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Technical Paper Round-Up: June 21


New technical papers added to Semiconductor Engineering’s library this week. [table id=34 /] Semiconductor Engineering is in the process of building this library of research papers. Please send suggestions (via comments section below) for what else you’d like us to incorporate. If you have research papers you are trying to promote, we will review them to see if they are a good fit f... » read more

Gallium Oxide Power Electronic Roadmap


New research paper addressing challenges in using gallium oxide. ABSTRACT "Gallium Oxide has undergone rapid technological maturation over the last decade, pushing it to the forefront of ultra-wide band gap semiconductor technologies. Maximizing the potential for a new semiconductor system requires a concerted effort by the community to address technical barriers which limit performance. Du... » read more

Manufacturing Bits: Feb. 1


Fab equipment cybersecurity In a major step to help provide security in the semiconductor manufacturing supply chain, SEMI has published the first cybersecurity specifications and standards for fab equipment. For some time, the semiconductor industry has been developing new cybersecurity standards for fab equipment in an effort to protect systems from potential cyberattacks, viruses, and IP... » read more

The Chip Industry’s Next-Gen Roadmap


Todd Younkin, the new president and chief executive of the Semiconductor Research Corp. (SRC), sat down with Semiconductor Engineering to talk about engineering careers, R&D trends and what’s ahead for chip technologies over the next decade. What follows are excerpts of that conversation. SE: As a U.S.-based chip consortium, what is SRC's charter? Younkin: The Semiconductor Research... » read more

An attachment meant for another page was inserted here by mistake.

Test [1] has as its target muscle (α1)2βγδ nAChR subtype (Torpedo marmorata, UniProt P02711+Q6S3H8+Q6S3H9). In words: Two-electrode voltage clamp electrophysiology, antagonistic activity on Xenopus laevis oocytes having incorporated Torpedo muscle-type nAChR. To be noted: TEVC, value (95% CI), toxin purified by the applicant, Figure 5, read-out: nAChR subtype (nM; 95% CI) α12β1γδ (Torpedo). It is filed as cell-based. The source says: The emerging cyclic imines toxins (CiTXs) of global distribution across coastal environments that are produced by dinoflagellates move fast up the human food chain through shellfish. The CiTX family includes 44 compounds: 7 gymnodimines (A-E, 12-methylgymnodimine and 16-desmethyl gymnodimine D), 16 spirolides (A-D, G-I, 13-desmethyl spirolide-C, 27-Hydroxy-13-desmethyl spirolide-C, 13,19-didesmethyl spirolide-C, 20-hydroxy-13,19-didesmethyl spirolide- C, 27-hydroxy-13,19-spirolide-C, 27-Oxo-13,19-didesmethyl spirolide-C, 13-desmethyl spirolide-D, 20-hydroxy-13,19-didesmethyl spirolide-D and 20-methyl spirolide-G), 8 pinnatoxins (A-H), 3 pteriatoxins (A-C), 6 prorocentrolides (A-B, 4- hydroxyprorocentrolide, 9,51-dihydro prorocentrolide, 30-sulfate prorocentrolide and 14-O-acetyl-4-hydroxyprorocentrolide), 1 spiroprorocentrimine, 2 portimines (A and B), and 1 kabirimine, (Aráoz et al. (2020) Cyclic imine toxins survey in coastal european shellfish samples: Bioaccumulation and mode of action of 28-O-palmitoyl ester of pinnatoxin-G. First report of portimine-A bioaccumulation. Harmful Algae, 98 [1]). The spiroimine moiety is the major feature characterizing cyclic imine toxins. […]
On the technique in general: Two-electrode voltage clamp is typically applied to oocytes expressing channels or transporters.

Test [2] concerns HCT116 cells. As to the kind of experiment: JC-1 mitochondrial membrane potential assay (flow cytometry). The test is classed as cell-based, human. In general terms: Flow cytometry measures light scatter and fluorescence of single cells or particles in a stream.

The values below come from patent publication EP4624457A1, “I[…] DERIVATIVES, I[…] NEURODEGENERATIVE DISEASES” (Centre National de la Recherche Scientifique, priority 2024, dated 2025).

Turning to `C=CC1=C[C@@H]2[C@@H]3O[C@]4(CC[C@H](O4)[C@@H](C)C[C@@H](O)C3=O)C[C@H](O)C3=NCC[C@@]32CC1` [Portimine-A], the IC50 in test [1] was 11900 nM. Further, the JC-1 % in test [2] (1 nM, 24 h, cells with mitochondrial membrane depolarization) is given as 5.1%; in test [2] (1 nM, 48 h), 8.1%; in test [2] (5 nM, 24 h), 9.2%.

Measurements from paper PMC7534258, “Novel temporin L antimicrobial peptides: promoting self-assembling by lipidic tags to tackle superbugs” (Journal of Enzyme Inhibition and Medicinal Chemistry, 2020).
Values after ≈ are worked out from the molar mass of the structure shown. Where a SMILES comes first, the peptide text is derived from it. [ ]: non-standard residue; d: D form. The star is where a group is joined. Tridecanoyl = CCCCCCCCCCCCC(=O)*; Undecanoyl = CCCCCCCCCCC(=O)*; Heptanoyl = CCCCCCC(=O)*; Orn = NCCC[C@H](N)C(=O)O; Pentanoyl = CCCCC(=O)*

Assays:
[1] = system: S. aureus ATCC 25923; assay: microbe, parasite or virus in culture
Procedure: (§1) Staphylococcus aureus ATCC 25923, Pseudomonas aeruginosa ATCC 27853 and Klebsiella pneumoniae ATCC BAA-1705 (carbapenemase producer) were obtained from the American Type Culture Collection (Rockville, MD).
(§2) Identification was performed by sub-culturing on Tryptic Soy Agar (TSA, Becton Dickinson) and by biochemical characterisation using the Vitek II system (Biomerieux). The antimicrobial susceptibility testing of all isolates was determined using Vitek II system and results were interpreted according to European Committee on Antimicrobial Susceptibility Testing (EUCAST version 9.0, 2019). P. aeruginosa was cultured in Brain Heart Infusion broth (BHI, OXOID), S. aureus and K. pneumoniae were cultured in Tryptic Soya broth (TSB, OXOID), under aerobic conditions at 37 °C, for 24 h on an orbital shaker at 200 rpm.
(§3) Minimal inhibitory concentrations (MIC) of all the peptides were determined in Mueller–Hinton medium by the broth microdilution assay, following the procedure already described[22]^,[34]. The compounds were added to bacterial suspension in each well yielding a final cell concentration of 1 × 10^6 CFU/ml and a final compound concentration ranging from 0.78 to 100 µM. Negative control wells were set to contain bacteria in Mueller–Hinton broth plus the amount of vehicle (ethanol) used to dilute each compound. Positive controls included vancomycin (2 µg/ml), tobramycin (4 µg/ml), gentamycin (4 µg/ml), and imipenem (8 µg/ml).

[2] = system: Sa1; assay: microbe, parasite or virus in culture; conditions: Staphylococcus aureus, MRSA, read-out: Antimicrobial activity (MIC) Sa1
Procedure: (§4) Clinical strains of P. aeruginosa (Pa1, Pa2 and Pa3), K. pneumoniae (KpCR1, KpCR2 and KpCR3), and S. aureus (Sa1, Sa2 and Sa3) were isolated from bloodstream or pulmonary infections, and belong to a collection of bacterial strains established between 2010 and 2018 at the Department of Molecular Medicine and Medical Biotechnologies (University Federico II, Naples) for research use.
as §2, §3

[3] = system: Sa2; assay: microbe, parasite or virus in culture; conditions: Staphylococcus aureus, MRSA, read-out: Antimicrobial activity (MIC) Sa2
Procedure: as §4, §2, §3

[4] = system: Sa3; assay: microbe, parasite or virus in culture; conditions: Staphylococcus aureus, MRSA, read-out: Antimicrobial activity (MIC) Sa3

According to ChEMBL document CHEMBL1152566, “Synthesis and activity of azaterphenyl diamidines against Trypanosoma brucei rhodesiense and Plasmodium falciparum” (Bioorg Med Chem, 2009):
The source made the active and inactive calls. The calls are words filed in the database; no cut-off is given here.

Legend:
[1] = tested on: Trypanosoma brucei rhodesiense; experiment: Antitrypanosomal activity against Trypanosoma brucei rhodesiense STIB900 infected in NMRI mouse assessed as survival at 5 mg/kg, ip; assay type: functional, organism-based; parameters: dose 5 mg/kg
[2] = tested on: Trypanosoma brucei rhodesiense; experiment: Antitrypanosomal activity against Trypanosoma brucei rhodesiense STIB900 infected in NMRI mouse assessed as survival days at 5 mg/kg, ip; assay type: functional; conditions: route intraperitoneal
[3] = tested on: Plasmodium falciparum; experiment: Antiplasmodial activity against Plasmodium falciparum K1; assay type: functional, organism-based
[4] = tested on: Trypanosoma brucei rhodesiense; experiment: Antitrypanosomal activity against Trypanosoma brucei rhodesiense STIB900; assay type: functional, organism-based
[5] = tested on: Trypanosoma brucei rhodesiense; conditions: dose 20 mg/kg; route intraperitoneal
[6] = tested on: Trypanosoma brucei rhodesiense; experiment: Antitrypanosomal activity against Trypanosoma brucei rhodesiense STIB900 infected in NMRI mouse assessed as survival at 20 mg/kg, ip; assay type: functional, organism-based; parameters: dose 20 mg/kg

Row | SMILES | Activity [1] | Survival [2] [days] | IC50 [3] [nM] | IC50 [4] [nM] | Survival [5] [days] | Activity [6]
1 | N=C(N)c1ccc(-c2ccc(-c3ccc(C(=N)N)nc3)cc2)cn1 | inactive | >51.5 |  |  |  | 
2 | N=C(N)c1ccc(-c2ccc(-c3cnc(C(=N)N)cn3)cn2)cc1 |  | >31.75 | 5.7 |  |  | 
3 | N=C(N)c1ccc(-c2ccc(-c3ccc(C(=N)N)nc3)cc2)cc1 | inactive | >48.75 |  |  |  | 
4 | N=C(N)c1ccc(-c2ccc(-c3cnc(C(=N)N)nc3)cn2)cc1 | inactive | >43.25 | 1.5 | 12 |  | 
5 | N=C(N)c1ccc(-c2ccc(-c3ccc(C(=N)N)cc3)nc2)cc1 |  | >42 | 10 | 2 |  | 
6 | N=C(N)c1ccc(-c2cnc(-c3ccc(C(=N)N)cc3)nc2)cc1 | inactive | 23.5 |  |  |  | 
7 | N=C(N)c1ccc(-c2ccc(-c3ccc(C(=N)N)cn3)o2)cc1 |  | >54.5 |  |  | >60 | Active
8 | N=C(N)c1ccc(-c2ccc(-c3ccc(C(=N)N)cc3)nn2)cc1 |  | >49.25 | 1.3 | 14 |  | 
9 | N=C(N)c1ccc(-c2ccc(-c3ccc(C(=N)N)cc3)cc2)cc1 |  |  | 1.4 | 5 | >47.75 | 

Manufacturing Bits: Sept. 1


AI, quantum computing R&D centers The White House Office of Science and Technology Policy, the National Science Foundation (NSF), and the U.S. Department of Energy (DOE) have announced over $1 billion in awards for the establishment of several new artificial intelligence and quantum information science (QIS) research institutes in the U.S. Under the plan, the U.S. is launching seven new... » read more

Power/Performance Bits: Feb. 18


Cryogenic memory Researchers at Oak Ridge National Laboratory demonstrated a new cryogenic memory cell circuit design based on coupled arrays of Josephson junctions. Such a memory could help enable exascale and quantum computing. The cells are designed to operate in super cold temperatures and were tested at just 4 Kelvin above absolute zero, about minus 452 degrees Fahrenheit. At these col... » read more

Power/Performance Bits: Jan. 7


Ferroelectric FET Researchers at Purdue University developed a ferroelectric transistor capable of both processing and storing information. The ferroelectric semiconductor field-effect transistor is made of alpha indium selenide, which overcomes the problem of ferroelectric materials not interfacing well with silicon. “We used a semiconductor that has ferroelectric properties. This way tw... » read more

System Bits: Oct. 9


Bringing plasmonic color to solid materials Researchers at the University of California, Riverside, used silver nanoparticles (AgNPs) to produce plasmonic color-switchable films for solid materials. This effect was previously achieved only in liquids. Rapid and reversible tuning of plasmonic color in solid films, a challenge until now, holds great promise for a number of applications,” sa... » read more

Manufacturing Bits: July 10


Semicon West It’s Semicon West time again. Here’s the first wave of announcements at the event: Applied Materials has unveiled a pair of tools aimed at accelerating the industry adoption for new memories. First, Applied rolled out the Endura Clover MRAM PVD system. The system is an integrated platform for MRAM devices. Second, the company introduced the Endura Impulse PVD platform for P... » read more

System Bits: July 10


Light waves run on silicon-based chips Researchers at the University of Sydney’s Nano Institute and Singapore University of Technology and Design collaborated on manipulating light waves on silicon-based microchips to keep coherent data as it travels thousands of miles on fiber-optic cables. Such waves—whether a tsunami or a photonic packet of information—are known as solitons. The... » read more

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